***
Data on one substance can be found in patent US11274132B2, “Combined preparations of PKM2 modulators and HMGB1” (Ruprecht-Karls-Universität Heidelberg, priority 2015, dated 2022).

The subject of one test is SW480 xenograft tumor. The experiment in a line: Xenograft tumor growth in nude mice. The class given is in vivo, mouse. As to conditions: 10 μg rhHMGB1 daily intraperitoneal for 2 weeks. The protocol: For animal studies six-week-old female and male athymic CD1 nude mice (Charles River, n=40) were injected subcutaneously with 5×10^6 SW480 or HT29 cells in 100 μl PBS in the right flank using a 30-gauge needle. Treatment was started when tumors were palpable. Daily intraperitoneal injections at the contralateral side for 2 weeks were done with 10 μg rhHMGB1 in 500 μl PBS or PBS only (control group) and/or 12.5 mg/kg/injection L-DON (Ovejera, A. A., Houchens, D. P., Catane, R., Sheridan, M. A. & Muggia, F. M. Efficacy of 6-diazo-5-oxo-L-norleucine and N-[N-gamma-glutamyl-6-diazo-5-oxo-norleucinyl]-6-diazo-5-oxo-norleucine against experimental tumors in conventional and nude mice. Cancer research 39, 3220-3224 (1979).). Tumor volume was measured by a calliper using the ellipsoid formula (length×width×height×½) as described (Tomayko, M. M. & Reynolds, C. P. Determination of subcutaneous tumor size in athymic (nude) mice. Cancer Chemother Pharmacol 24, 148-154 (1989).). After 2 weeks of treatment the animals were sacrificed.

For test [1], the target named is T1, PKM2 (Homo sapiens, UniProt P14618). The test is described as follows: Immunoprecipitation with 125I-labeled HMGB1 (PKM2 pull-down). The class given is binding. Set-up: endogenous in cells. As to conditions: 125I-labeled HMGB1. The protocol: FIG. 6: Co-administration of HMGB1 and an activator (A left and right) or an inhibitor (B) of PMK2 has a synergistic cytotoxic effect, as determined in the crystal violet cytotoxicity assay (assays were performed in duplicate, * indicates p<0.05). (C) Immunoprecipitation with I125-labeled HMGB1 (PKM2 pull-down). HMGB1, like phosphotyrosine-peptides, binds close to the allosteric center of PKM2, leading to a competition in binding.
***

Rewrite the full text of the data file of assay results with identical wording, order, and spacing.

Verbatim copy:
Data on one substance can be found in patent US11274132B2, “Combined preparations of PKM2 modulators and HMGB1” (Ruprecht-Karls-Universität Heidelberg, priority 2015, dated 2022).

The subject of one test is SW480 xenograft tumor. The experiment in a line: Xenograft tumor growth in nude mice. The class given is in vivo, mouse. As to conditions: 10 μg rhHMGB1 daily intraperitoneal for 2 weeks. The protocol: For animal studies six-week-old female and male athymic CD1 nude mice (Charles River, n=40) were injected subcutaneously with 5×10^6 SW480 or HT29 cells in 100 μl PBS in the right flank using a 30-gauge needle. Treatment was started when tumors were palpable. Daily intraperitoneal injections at the contralateral side for 2 weeks were done with 10 μg rhHMGB1 in 500 μl PBS or PBS only (control group) and/or 12.5 mg/kg/injection L-DON (Ovejera, A. A., Houchens, D. P., Catane, R., Sheridan, M. A. & Muggia, F. M. Efficacy of 6-diazo-5-oxo-L-norleucine and N-[N-gamma-glutamyl-6-diazo-5-oxo-norleucinyl]-6-diazo-5-oxo-norleucine against experimental tumors in conventional and nude mice. Cancer research 39, 3220-3224 (1979).). Tumor volume was measured by a calliper using the ellipsoid formula (length×width×height×½) as described (Tomayko, M. M. & Reynolds, C. P. Determination of subcutaneous tumor size in athymic (nude) mice. Cancer Chemother Pharmacol 24, 148-154 (1989).). After 2 weeks of treatment the animals were sacrificed.

For test [1], the target named is T1, PKM2 (Homo sapiens, UniProt P14618). The test is described as follows: Immunoprecipitation with 125I-labeled HMGB1 (PKM2 pull-down). The class given is binding. Set-up: endogenous in cells. As to conditions: 125I-labeled HMGB1. The protocol: FIG. 6: Co-administration of HMGB1 and an activator (A left and right) or an inhibitor (B) of PMK2 has a synergistic cytotoxic effect, as determined in the crystal violet cytotoxicity assay (assays were performed in duplicate, * indicates p<0.05). (C) Immunoprecipitation with I125-labeled HMGB1 (PKM2 pull-down). HMGB1, like phosphotyrosine-peptides, binds close to the allosteric center of PKM2, leading to a competition in binding.